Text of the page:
Saturday, 24 September 2016

A Bombard

This is a piece I finished a while ago, but didn't deem dramatic enough for post number 100! It is the Perry Miniatures Wars of the Roses Bombard with a few tweaks to the crew to make it more suitable for the start of the 16th Century. I was having a look at contemporary images while I was working on this, and my mantlets and gabions. It was a surprise to discover that, alongside the more "modern" culverins and basilisks, bombards seem to have seen use well into the first two decades of the 1500s. I included some images to demonstrate this in a recent post Some more images follow to further highlight this.

The first is a great sketch of the Siege of Älvsborg by Paul Dolnstein, a favourite soldier artist of this blog, which quite clearly shows an older style bombard in use alongside other guns on carriages. Secondly Maximilians Zeugbuch of 1502 has a wealth of detail in terms of guns in the early 16th century. In a previous post I linked it in the comments but in case you haven't seen it here is the link again. Have a look as it really is a goldmine of images: What is interesting about a lot of the bombards in the Zeugbuch is that they seem rather more "up to date" than the Perry miniature, being cast in bronze and in a style more of 1500. They look to be whole cast guns rather than iron staves linked together by iron hoops. It would be great to see a manufacturer sculpt one of these pieces.

This is a Sketch from Paul Dolnsteins Diary in 1502 showing the siege of Älvsborg in Sweden. Note the old style bombard at the bottom of the sketch, just left of the centre. Apparently the text at the top right hand is a recipe for Pidgeon written by someone else!

Bombard from Maximilians Zeugbuch 1502.

Another Bombard from the Zeugbuch 1502.

Bombards from the Zeugbuch, these two look slightly older than the others shown above.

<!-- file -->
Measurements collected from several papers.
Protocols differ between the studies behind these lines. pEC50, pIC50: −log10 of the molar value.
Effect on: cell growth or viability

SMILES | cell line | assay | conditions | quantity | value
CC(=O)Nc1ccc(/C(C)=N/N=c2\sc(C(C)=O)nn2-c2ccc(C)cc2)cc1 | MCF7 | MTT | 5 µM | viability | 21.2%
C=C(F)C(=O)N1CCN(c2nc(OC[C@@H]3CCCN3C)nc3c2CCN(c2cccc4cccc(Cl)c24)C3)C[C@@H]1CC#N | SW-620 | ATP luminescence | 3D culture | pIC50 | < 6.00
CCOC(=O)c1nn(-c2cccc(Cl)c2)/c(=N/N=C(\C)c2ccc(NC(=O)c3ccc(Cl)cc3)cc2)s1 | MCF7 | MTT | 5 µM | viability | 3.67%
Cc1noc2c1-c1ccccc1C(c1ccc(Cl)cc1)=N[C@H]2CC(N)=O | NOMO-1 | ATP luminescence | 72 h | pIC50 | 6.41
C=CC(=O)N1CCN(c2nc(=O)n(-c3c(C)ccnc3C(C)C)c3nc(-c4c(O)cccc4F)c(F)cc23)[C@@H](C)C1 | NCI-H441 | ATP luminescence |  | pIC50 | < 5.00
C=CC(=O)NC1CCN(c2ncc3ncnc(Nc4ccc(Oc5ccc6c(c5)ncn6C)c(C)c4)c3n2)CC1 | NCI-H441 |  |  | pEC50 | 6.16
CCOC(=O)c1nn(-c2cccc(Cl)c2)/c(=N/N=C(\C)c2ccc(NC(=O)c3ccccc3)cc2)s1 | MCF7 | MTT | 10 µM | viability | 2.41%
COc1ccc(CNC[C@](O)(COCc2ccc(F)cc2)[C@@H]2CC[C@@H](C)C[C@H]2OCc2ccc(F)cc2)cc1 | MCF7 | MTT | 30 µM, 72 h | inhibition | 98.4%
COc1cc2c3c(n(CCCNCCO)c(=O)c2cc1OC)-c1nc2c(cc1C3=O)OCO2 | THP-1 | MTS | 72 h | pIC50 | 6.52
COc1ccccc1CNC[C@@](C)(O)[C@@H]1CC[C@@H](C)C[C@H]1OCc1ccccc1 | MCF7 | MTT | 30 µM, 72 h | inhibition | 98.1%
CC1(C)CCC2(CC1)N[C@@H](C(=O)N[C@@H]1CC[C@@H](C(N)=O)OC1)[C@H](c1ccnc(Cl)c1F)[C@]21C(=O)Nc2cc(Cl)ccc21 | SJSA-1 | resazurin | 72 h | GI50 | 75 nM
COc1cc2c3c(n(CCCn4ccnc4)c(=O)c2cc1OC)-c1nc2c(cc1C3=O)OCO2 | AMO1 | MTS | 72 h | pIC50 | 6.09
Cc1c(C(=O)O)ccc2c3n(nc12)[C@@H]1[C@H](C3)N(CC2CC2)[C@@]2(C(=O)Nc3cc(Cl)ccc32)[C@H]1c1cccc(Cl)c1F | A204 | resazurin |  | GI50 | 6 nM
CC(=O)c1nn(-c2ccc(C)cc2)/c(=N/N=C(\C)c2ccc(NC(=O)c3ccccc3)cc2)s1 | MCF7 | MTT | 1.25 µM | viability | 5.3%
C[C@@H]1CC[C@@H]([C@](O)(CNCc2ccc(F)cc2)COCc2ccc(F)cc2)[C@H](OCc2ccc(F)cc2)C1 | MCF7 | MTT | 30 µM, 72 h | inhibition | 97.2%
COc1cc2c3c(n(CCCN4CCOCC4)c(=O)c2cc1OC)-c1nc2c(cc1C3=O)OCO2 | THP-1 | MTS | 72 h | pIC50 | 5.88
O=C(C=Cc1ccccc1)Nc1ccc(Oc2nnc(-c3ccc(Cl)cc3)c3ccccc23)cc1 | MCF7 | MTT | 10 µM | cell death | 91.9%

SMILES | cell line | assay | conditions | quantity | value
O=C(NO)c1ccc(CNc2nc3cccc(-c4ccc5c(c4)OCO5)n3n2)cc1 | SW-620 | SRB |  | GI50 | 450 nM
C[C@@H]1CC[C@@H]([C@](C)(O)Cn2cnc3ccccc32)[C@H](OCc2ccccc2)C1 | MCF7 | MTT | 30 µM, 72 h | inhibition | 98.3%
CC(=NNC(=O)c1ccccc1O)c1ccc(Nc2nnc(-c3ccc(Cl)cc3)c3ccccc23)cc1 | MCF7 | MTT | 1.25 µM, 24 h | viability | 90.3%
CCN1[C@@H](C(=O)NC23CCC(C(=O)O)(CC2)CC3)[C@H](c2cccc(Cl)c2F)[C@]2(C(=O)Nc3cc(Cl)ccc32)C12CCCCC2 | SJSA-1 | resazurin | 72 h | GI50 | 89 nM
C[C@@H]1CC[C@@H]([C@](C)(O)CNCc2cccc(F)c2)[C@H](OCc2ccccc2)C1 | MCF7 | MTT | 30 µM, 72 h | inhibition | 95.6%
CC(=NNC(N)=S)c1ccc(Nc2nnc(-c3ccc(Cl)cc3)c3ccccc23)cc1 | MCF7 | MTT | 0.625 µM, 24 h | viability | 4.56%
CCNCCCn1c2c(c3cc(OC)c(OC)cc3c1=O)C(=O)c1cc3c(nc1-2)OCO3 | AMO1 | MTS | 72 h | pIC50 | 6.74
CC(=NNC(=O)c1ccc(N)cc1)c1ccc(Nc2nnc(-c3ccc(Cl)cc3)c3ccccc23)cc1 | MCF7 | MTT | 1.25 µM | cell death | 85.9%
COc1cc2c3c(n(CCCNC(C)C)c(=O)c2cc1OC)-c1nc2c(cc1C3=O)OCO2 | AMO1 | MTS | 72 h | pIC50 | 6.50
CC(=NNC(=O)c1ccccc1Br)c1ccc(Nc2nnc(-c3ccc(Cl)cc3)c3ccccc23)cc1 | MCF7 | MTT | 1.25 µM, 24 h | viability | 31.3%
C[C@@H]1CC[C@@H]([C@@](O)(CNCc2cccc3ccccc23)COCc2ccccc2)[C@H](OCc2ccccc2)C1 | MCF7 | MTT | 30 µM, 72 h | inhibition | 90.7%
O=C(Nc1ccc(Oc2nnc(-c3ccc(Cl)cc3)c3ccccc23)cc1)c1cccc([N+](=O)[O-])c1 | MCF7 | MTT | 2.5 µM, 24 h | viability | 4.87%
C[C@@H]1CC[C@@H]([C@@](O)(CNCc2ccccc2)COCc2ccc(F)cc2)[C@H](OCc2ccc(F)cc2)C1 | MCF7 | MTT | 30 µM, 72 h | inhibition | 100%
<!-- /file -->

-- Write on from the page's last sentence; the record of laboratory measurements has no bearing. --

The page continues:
The final three contemporary images are from the Weisskunig, another favourite source of images for this blog, detailing siege guns in the mid 1510s. While in the first image the central guns look like older style bombards, what is interesting about the following two images is that the guns being used without carriages look as though they may well be simply culverins in use without carriages. This makes sense as in siege warfare where some of the guns could afford to be relatively static I can imagine these pieces being used without the need to have a carriage.What is also evident from the images shown here, and in my mantlets and gabions post, is that the bombards are always shown in use alongside guns on carriages. I am guessing the guns on carriages were included as much to defend the besiegers in a sally as to further damage the walls or earthworks that were under siege. They could quickly be moved to fire on attackers from the fortifications if need be.

Image from the Weisskuning, 1510s, showing bombards in use in the centre

Another image from the Weisskunig showing what looks to be a more contemporary barrel being used without a carriage in the top right.

Again more contemporary guns being used without carriages.

Some images of the bombard and its accompanying mantlet follow. It really is a beautiful kit but it is also quite clearly for the late 15th century. In order to bring it into the 1500s you will notice I have head swapped the gunner with the linstock and have switched one of the crew for an old Citadel Miniature who is more suitable for the early 16th century. One of the chaps hauling up the mantlet has also had a head swap. I didn't go too overboard on the crew though as I imagine that a lot of the men working on the bombard would simply be civilians pressed into service and not always the most "fashionable".

I have also added some bits and pieces from Front Rank. A wood axe leans on the blocks of wood behind the gun to prevent recoil. I got this idea from Simon who did a beautiful job on this miniature for his Burgundian and Hundred Years war collections I did toy with the idea of basing the crew on sabot bases like he has done as well and painting four Landsknechts as the alternative crew. Maybe one day I will do another gun as I can use the 15th century crew for other projects, they are really useful figures.